No doubt John Terry was being sincere when expressing his concerns about the much-trailed sale of Petr Cech from Chelsea to Arsenal this week, though whether his value to his new employers really can be weighed in something as tangible as the number of points he is likely to bring in his dowry will remain an issue of animated conjecture.
The captain's misgivings are unquestionably also tinged with sorrow at the departure of a dressing-room senator, leaving him the last vertebra standing of the Cech-Terry-Lampard-Drogba spine, but the estimate of "12 or 15" points that the goalkeeper "will save" Arsenal is obviously arbitrary.
Although it redresses some of the historic indifference towards keepers, it also assumes that a singular talent will both eradicate the occasional mistakes of his predecessors and galvanise the entire team to raise their standards.
For those who do not agree with Ruud Gullit's playful put-down - "a goalkeeper is a goalkeeper because he can't play football" - the entrenched lack of recognition for them in England, once such fertile ground for breeding masters of the craft, is scandalous.
In 69 years, only four have been Footballer of the Year, the last, Neville Southall 30 years ago. If the writers have a blindspot, the professionals are wearing blinkers: in 42 years, only twice has a goalkeeper been PFA Player of the Year, none since Peter Shilton in 1978, and Mervyn Day, 40 years ago, is the sole recipient of the young player award.
Italy and Spain are just as bad but they do have separate awards for keepers. Germany, however, is not as inconsiderate. In the past 40 years a quarter of their footballers of the year, each elected by his peers, have been goalkeepers: a hat-trick for Sepp Maier, two apiece for Harald Schumacher, Oliver Kahn and Manuel Neuer, and one for Andreas Kopke.
Over the same period, goalkeepers based in England have been as influential - Ray Clemence in 1978?79, Peter Shilton at Southampton in 1983-84, David Seaman in 1990-91, Peter Schmeichel from 1992 to 1999, Cech himself and Edwin van der Sar in 2006-07 and 2010-11 - but all were overlooked by those with vested interests in the ballot and those who can afford to be more objective.
It took Brian Clough, first in his short time at Leeds in the autumn of 1974 where his request to the board was turned down on the grounds that £300,000 for Shilton was the height of extravagance, then successfully at Forest three years later to demonstrate that elite goalkeepers were a beneficial investment.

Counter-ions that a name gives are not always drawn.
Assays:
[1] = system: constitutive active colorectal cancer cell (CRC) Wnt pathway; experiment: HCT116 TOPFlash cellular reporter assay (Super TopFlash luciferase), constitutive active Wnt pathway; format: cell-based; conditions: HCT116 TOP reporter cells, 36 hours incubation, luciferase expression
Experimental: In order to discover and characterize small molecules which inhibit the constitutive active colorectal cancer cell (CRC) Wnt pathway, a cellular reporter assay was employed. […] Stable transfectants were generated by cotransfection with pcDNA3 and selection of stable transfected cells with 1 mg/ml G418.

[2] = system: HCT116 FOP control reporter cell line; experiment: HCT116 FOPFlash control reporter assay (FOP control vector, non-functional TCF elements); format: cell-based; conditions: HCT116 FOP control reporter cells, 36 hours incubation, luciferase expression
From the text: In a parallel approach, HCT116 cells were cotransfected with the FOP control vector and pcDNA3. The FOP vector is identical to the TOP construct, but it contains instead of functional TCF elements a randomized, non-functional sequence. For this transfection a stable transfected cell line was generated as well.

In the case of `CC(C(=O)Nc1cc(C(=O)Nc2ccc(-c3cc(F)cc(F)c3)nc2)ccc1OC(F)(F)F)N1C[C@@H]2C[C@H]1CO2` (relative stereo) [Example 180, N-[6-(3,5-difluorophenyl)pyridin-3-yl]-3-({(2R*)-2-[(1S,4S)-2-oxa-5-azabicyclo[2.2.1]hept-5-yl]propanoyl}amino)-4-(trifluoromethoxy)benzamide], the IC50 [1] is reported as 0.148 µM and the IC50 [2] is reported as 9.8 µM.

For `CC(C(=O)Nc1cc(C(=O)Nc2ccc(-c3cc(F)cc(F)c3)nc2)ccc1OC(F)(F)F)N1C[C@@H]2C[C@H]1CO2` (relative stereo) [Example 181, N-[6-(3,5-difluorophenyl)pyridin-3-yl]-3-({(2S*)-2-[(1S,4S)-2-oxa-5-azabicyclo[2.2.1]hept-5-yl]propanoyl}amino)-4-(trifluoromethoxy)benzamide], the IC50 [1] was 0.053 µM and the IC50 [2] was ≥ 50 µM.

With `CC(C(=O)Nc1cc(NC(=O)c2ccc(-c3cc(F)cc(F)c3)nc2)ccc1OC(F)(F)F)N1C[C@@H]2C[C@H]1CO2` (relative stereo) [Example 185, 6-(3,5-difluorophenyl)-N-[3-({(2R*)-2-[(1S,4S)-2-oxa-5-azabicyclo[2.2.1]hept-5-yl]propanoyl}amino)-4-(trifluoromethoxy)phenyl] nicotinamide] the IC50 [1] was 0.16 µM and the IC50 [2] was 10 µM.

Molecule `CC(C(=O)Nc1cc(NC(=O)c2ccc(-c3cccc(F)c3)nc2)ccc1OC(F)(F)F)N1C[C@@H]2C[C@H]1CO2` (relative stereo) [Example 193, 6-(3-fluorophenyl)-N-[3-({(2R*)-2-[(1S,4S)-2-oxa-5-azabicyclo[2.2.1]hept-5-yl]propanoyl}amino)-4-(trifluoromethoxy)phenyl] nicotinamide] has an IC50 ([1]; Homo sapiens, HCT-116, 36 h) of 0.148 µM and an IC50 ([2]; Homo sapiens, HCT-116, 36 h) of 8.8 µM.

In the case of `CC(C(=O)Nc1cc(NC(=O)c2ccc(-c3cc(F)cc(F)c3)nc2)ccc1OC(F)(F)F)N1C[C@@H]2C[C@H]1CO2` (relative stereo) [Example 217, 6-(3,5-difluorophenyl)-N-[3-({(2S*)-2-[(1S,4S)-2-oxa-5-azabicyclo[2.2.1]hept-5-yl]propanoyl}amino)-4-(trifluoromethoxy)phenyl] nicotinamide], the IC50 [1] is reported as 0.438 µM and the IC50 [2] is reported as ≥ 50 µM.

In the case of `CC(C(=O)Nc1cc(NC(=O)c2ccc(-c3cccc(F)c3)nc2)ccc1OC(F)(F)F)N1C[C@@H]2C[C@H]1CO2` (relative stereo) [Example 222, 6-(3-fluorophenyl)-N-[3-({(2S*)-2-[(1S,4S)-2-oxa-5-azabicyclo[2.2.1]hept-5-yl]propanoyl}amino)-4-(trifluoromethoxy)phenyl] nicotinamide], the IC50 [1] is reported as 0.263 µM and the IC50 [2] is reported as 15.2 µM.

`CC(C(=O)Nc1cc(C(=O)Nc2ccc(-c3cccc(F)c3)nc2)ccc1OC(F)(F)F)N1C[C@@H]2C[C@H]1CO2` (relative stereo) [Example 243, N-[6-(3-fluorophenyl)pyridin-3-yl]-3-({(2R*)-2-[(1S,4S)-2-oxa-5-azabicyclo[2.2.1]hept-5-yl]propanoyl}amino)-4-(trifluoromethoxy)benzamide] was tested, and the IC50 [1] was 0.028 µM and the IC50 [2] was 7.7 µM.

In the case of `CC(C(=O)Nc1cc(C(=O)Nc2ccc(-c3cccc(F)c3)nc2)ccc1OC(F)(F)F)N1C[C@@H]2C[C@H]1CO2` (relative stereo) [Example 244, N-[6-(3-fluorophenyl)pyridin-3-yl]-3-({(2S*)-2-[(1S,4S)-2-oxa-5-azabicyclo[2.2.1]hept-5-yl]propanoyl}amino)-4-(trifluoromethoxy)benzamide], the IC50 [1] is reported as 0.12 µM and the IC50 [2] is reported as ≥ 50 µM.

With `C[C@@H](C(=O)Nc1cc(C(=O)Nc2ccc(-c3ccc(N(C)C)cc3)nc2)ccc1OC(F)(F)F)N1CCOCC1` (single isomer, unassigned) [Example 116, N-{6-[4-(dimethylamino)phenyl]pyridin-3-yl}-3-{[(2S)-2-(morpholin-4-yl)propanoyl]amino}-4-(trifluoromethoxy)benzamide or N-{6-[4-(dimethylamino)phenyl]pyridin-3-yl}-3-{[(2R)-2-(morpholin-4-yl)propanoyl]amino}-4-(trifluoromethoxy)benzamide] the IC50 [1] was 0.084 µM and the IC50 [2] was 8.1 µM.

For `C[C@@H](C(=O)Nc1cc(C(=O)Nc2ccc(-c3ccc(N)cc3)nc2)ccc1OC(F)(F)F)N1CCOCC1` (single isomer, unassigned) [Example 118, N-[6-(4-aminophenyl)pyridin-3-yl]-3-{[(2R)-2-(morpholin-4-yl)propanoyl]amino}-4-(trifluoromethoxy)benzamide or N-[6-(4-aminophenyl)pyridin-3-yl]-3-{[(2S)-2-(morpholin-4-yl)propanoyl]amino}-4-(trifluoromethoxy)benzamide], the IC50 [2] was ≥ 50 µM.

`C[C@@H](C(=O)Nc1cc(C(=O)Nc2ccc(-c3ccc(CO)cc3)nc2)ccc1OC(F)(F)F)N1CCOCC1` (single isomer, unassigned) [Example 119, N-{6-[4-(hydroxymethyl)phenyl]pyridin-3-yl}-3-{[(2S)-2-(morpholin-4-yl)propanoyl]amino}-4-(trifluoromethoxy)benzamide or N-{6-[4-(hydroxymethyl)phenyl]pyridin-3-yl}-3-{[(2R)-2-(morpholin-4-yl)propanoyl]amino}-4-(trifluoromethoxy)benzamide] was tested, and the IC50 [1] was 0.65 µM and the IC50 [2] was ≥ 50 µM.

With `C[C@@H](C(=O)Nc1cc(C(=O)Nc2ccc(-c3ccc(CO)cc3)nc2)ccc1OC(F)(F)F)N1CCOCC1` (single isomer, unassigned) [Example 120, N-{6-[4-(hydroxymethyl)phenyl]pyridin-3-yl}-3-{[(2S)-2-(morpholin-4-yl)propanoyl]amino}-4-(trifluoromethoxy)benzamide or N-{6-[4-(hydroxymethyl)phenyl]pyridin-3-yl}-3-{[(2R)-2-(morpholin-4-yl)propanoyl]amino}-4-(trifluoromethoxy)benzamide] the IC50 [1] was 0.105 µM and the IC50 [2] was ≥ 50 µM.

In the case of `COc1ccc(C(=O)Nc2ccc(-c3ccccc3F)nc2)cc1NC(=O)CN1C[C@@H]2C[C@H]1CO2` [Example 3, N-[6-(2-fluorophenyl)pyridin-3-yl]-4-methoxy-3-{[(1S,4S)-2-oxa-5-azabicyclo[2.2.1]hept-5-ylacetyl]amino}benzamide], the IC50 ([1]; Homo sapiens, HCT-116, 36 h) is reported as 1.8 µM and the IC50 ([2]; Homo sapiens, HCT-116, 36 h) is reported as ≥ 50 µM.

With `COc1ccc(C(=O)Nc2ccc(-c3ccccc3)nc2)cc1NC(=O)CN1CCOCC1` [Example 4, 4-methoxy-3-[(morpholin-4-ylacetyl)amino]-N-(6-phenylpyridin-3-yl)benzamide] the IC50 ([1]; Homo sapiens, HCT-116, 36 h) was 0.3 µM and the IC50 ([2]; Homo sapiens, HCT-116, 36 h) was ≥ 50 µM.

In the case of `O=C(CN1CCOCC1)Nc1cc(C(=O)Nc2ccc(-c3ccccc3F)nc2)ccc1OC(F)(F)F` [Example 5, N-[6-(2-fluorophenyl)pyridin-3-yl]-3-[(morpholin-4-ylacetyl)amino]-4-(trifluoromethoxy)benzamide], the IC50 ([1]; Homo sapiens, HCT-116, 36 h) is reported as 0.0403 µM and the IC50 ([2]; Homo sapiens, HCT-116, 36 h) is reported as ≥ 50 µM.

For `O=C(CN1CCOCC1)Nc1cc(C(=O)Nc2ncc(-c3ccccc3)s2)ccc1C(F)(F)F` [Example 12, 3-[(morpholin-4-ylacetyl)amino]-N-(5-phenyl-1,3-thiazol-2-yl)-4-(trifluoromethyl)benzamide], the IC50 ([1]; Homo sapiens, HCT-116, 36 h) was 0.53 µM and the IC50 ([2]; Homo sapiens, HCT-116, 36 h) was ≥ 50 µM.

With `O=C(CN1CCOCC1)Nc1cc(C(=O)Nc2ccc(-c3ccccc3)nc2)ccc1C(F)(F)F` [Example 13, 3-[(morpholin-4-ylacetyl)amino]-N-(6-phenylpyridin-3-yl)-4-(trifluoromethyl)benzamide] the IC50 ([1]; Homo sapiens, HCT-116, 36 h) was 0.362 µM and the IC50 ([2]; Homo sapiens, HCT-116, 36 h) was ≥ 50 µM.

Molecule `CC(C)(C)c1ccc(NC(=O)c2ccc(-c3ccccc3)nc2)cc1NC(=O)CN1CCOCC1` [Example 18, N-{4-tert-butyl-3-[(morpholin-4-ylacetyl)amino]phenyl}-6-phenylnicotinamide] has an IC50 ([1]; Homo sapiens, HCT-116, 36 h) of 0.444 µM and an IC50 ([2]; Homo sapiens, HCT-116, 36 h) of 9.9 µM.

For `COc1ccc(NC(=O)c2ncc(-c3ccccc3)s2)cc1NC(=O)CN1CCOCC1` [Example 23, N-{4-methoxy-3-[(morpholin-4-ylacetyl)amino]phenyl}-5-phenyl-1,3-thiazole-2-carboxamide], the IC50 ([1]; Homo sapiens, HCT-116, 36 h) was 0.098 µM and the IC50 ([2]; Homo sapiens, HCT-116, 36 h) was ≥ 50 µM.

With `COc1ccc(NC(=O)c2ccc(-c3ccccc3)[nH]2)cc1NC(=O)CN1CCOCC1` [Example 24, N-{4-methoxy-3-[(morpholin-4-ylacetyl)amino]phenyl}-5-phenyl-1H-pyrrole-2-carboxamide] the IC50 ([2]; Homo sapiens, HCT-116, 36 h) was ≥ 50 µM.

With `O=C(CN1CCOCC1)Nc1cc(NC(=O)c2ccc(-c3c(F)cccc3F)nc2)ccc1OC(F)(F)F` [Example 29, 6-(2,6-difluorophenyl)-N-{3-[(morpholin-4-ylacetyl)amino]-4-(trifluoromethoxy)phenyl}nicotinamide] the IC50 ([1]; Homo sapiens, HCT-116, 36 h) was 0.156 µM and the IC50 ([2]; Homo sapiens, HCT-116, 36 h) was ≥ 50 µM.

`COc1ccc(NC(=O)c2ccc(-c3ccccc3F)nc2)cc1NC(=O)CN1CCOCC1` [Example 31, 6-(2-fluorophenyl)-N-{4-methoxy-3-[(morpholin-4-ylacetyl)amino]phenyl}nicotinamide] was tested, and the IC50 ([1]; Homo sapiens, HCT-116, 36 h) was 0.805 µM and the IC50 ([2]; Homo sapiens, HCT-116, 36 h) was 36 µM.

Peter Taylor, Clough's assistant and a former keeper, was a persuasive advocate on Shilton's behalf and he proved to be the shrewdest acquisition of a long and storied career, taking the title and two European Cups to the City Ground.
Had Tony Waddington still been manager of Stoke and the club remained solvent, it is doubtful whether even Clough's charisma could have tempted him to sell.
Waddington was a pioneer in rejuvenating players who were thought past it and also in his appreciation of goalkeepers. When Leicester City's directors - playing the part of rag-and-bone men who had been gifted a thoroughbred and assessed its worth as dog food - first got rid of Gordon Banks and then Shilton, it was Waddington who snapped them up.
It is symptomatic of the prevailing view, though, that when Banks left Filbert Street in 1967 there was only one customer for the finest goalkeeper in the country who was just 29. Seven years on, when Shilton left at the age of 35, it was the same, sole interested party.
One suspects the market for goalkeepers was so weak in the past because great ones are a rare and specialist commodity: they cannot turn poor teams into good ones on a consistent basis, but can transform average ones into decent sides and the good into the very good.
It is also difficult to assess their immediate effect. Plenty of goalkeepers at their peak have moved on, either like Ray Clemence's transfer from Liverpool to Tottenham by choice or like Pat Jennings' from Spurs to Arsenal by the selling club's misjudgment, but it is difficult to think of one such as Cech's where a deal is struck between title rivals.
Andoni Zubizarreta did move from Athletic Bilbao to Barcelona and Gigi Buffon from poor old Parma to Juventus, but in both countries the status of the buying club skews the market in a manner that does not apply to two parts of the Premier League quadropoly.
When Jennings was still going strong for Arsenal in 1983, Eamon Dunphy wrote that "somewhere in there the grace of a ballet dancer joins with the strength of an SAS squaddie, the dignity of an ancient king, the nerve of a bomb disposal officer".
Cech has the same qualities; if he can take them to Arsenal, then small wonder Terry is worried.